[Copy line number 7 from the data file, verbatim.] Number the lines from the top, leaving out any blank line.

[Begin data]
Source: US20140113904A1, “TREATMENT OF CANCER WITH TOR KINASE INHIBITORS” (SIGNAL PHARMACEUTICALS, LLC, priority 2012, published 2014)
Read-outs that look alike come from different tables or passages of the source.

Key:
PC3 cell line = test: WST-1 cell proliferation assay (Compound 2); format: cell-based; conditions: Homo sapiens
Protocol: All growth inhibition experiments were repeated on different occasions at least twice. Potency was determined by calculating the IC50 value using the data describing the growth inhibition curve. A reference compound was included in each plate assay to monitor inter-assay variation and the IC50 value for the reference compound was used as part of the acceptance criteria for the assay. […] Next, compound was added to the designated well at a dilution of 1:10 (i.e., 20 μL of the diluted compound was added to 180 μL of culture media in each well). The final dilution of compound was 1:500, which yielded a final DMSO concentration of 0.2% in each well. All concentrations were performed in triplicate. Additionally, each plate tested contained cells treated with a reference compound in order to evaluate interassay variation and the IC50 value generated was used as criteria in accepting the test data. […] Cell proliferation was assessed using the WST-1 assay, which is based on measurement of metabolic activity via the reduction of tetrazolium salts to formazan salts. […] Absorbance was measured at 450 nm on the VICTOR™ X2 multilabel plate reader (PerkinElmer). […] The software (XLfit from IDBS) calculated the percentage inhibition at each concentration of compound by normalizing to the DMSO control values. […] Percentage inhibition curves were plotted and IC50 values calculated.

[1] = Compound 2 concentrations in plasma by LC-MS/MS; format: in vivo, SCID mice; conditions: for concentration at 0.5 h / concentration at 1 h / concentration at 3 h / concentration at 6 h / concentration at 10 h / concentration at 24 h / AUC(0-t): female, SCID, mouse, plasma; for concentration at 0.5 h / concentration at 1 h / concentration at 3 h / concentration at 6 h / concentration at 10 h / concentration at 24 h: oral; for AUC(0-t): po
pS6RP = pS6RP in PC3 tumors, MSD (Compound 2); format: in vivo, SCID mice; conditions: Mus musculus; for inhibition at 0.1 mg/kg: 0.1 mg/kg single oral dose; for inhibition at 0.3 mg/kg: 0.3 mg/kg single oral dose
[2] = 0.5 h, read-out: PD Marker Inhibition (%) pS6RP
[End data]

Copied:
pS6RP = pS6RP in PC3 tumors, MSD (Compound 2); format: in vivo, SCID mice; conditions: Mus musculus; for inhibition at 0.1 mg/kg: 0.1 mg/kg single oral dose; for inhibition at 0.3 mg/kg: 0.3 mg/kg single oral dose